The Government should be very reluctant to bring in tough new laws to regulate the Press following the publication of the Leveson Inquiry, according to Communities Secretary Eric Pickles.
Pickles said the Press was working towards a way of offering proper recourse for those with legitimate complaints, telling Sky's Dermot Murnaghan the right of the British press to expose corruption must be protected.
And he warned ministers must be very careful about introducing statutory regulation, should Lord Justice Leveson recommend a new independent watchdog to monitor the press.
He said: "I think it is really massively important to ensure we have freedom of press in this country. Some of the characteristics of the British press – it is good at exposing corruption and it is good at going to places where other press wouldn't.
"I think it was Thomas Jefferson who said that for a free society to operate, then the 'river of a free press had to flow without restriction'.
"I think, given that the press are looking towards finding ways, the end result of offering a good way that people who have a legitimate complaint can find recourse, then that is right.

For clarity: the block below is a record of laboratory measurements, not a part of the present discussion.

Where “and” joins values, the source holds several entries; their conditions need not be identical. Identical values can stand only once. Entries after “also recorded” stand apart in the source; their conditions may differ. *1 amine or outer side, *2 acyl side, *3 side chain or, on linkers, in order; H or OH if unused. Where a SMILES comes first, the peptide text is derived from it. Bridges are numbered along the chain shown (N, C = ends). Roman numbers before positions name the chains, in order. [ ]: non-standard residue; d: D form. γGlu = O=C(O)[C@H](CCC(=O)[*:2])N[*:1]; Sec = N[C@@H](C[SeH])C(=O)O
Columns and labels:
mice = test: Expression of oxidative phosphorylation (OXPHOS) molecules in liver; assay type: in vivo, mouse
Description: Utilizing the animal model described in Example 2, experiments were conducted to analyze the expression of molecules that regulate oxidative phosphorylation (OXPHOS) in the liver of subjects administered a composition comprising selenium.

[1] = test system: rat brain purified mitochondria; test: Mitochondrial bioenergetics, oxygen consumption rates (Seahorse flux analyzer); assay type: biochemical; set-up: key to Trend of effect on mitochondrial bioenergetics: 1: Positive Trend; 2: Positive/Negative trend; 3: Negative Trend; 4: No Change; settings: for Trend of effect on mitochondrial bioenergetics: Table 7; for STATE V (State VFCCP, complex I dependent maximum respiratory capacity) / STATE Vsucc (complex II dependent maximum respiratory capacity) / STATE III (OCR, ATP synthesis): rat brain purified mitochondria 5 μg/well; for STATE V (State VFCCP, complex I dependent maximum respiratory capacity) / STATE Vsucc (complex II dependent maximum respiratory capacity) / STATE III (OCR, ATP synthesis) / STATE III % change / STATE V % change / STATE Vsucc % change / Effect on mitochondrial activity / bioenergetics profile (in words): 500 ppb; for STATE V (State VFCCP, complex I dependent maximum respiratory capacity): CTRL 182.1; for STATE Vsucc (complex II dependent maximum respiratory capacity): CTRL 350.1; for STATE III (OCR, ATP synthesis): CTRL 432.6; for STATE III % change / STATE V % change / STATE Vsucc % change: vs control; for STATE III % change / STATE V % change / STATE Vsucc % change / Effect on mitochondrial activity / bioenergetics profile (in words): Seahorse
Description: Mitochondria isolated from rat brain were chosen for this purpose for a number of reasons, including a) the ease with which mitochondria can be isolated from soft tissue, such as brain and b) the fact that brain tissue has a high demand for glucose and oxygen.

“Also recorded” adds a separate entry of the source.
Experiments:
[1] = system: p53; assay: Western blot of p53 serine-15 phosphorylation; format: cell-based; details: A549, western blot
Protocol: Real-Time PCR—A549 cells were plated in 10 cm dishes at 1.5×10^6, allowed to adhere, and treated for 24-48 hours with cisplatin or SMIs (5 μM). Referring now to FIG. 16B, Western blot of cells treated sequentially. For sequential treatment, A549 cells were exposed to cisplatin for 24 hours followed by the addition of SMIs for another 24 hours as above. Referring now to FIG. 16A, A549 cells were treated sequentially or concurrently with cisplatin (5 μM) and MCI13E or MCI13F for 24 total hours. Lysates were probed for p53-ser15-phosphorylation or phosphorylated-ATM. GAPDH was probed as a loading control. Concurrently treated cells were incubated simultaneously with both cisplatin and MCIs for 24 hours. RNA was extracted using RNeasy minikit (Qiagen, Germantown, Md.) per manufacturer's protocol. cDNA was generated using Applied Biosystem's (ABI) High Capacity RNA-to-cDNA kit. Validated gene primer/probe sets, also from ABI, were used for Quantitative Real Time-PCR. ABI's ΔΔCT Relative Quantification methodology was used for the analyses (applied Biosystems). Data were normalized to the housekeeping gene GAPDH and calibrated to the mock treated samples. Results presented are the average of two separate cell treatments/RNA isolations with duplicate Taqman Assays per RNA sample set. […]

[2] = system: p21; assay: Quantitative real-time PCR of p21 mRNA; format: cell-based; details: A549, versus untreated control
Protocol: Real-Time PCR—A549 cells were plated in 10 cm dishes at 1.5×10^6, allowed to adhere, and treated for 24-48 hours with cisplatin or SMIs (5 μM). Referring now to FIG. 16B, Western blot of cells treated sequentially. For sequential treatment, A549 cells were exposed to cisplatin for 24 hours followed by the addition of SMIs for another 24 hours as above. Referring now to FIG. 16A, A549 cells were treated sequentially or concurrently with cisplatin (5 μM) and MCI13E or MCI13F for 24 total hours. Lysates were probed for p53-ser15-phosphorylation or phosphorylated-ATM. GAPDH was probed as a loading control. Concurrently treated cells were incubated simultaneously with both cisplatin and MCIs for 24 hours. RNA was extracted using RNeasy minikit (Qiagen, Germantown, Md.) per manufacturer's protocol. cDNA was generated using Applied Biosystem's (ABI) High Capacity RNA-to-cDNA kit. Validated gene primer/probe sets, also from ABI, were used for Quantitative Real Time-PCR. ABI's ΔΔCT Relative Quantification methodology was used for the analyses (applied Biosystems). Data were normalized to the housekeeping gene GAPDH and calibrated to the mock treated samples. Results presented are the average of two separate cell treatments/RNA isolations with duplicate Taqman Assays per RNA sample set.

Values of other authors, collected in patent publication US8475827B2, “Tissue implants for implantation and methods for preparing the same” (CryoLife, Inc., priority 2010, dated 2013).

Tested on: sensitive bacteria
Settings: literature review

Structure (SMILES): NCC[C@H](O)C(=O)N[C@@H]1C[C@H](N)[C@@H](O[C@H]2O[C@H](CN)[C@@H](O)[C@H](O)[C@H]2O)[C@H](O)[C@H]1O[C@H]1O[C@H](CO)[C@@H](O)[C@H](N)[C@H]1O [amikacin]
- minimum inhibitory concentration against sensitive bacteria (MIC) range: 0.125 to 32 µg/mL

"We should be very, very, very reluctant to take on legislation. It's a balance and my view is that we should always balance in favour of a free press."
Meanwhile, Pickles also claimed the BBC needs to be far less secretive in the wake of the Savile sex abuse scandal.
Pickles said Corporation need to be far more transparent when it came to handling Freedom of Information requests and publishing its expenditure online.
Speaking to Sky's Dermot Murnaghan, he said: "I think it's in all our interests for the BBC to be held in the highest esteem that it deserves and I think the problem at the heart of the BBC is that the organisation is too secretive.
"I think it should think now that it should open itself up to Freedom of Information requests. I think it should look towards publishing a lot of its expenditure online. My department shows all its credit card (expenditure) online in real terms. Anything above £250 we put online.
"It's that kind of response that the BBC needs to understand. I don't think it can see itself away from the real world and I think part of the process of re-establishing the BBC in the affection of the nation, is that the BBC has to be far more open."